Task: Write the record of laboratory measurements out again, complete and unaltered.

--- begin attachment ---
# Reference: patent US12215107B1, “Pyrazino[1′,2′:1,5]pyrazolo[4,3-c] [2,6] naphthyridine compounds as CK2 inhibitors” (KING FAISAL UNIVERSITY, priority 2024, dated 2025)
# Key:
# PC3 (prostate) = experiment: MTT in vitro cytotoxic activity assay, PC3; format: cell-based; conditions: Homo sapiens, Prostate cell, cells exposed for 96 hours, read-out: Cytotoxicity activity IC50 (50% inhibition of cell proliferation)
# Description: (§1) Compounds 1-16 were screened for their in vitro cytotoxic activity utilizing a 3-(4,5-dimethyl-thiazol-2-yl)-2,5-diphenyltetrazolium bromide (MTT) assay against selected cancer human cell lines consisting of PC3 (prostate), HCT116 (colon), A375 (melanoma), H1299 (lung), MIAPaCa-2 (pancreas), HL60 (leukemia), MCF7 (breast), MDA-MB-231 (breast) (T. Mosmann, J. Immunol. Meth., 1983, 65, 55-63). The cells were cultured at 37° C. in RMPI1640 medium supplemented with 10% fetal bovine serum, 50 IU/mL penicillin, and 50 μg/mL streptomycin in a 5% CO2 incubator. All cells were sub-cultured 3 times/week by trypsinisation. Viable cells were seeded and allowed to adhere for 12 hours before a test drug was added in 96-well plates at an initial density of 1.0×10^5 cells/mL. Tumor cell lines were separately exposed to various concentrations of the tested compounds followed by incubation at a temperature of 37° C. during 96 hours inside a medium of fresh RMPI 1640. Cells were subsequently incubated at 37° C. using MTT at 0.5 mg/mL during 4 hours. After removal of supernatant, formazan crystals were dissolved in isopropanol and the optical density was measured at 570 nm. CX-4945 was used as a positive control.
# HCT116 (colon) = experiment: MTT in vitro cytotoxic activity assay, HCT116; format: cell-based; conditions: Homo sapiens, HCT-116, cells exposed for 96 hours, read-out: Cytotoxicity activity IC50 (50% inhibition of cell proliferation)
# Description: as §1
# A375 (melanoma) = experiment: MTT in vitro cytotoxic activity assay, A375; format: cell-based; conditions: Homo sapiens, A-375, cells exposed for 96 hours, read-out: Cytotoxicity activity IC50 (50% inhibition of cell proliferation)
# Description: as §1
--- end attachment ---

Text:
# Reference: patent US12215107B1, “Pyrazino[1′,2′:1,5]pyrazolo[4,3-c] [2,6] naphthyridine compounds as CK2 inhibitors” (KING FAISAL UNIVERSITY, priority 2024, dated 2025)
# Key:
# PC3 (prostate) = experiment: MTT in vitro cytotoxic activity assay, PC3; format: cell-based; conditions: Homo sapiens, Prostate cell, cells exposed for 96 hours, read-out: Cytotoxicity activity IC50 (50% inhibition of cell proliferation)
# Description: (§1) Compounds 1-16 were screened for their in vitro cytotoxic activity utilizing a 3-(4,5-dimethyl-thiazol-2-yl)-2,5-diphenyltetrazolium bromide (MTT) assay against selected cancer human cell lines consisting of PC3 (prostate), HCT116 (colon), A375 (melanoma), H1299 (lung), MIAPaCa-2 (pancreas), HL60 (leukemia), MCF7 (breast), MDA-MB-231 (breast) (T. Mosmann, J. Immunol. Meth., 1983, 65, 55-63). The cells were cultured at 37° C. in RMPI1640 medium supplemented with 10% fetal bovine serum, 50 IU/mL penicillin, and 50 μg/mL streptomycin in a 5% CO2 incubator. All cells were sub-cultured 3 times/week by trypsinisation. Viable cells were seeded and allowed to adhere for 12 hours before a test drug was added in 96-well plates at an initial density of 1.0×10^5 cells/mL. Tumor cell lines were separately exposed to various concentrations of the tested compounds followed by incubation at a temperature of 37° C. during 96 hours inside a medium of fresh RMPI 1640. Cells were subsequently incubated at 37° C. using MTT at 0.5 mg/mL during 4 hours. After removal of supernatant, formazan crystals were dissolved in isopropanol and the optical density was measured at 570 nm. CX-4945 was used as a positive control.
# HCT116 (colon) = experiment: MTT in vitro cytotoxic activity assay, HCT116; format: cell-based; conditions: Homo sapiens, HCT-116, cells exposed for 96 hours, read-out: Cytotoxicity activity IC50 (50% inhibition of cell proliferation)
# Description: as §1
# A375 (melanoma) = experiment: MTT in vitro cytotoxic activity assay, A375; format: cell-based; conditions: Homo sapiens, A-375, cells exposed for 96 hours, read-out: Cytotoxicity activity IC50 (50% inhibition of cell proliferation)
# Description: as §1